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Non-profits and the cost of capital from contributions.

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Comment of the following statement. When a not-for-profit facility receives a contribution from a member of the community, the cost of capital is inconsequential when deciding how to use this contribution, because it is, in effect, free money.

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This statement is incorrect. The money is not free for the non-profit organization. The money is revenue in the form of a contribution. The money has to be accounted for properly as revenue, but it doesn't stop there. The non-profit must also practice corporate governance, ...

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When a not-for-profit facility receives a contribution from a member of the community, the cost of capital is inconsequential when deciding how to use this contribution, because it is, in effect, free money.

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Accounting: Contribution and Product Margins

47. Add or drop decision. The Ancome County Health Department is considering using 300 square feet of excess office space to provide a clinic for Healthchek visits. These visits are reimbursed at $67.30 under a Medicaid program. Variable costs per visits are $53.30, and providing the service requires an additional physician assistant and nurse with prorated salaries of $90,000 and $50,000, respectively. The state has mandated efforts to increase the utilization of Medicaid eligibility, so the Department of Social Services is conducting interventions to increase eligibility awareness in the community. As a result, the health department expects 10,000 Healthchek visits in the coming year. Unavoidable overhead costs for the health department are $300,000 per year and will be allocated to each program based on its proportional share of the health department's total office space of 2,700 square feet.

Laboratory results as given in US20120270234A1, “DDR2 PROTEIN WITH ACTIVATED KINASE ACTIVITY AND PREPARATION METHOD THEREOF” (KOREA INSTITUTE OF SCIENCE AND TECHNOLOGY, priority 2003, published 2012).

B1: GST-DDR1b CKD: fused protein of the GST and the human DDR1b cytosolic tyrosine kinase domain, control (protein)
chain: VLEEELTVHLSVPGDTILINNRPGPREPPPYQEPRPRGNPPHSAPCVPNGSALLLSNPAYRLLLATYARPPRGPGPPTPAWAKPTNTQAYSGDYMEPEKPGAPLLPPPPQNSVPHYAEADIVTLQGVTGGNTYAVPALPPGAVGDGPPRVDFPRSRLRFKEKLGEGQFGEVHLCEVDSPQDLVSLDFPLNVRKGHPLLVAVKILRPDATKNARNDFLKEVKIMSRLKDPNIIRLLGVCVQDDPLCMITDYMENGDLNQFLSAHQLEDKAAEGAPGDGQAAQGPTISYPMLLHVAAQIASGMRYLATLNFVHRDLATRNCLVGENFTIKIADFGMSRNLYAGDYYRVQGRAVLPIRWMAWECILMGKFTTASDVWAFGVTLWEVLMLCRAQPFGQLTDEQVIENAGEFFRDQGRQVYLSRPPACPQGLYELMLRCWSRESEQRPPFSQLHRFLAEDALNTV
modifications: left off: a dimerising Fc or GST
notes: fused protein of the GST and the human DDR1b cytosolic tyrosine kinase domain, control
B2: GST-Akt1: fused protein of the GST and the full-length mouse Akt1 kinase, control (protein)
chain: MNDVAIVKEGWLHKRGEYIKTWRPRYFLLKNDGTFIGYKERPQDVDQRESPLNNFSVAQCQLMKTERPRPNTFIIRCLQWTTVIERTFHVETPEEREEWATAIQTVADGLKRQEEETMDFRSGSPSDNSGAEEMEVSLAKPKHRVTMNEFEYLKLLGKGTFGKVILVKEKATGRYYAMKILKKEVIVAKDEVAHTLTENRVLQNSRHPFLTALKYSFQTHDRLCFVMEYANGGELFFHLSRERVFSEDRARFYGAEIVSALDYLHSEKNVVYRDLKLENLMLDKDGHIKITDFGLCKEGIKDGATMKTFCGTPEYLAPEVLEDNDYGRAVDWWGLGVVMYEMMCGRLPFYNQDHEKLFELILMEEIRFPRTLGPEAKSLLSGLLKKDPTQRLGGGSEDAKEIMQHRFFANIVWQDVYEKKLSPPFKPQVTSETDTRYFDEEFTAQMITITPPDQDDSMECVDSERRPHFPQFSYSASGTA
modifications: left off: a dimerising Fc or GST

a. What are the total contribution margin and total product margin for a Healthchek visit?
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53. Franklin county hospital, a nonprofit hospital, bought and installed a new computer system last year for $150,000. The system is designed to relay information between labs and medical units. Charlene Walker, the hospital's new computer specialist, had a meeting with Lou Campbell, vice president of finance. She began: Lou, today I read in a journal that a new computer system has just been introduced. It costs $100,000, but I believe that by replacing our old system, we could reduce operating and maintenance costs that are now being incurred." The following are Walker's estimates:

See attached file for data

a. Based on an analysis, what advice do you recommend that Walker give Campbell?
b. At what price for the new computer system would Campbell be indifferent?
Is this typical make-or-buy decision? Why?

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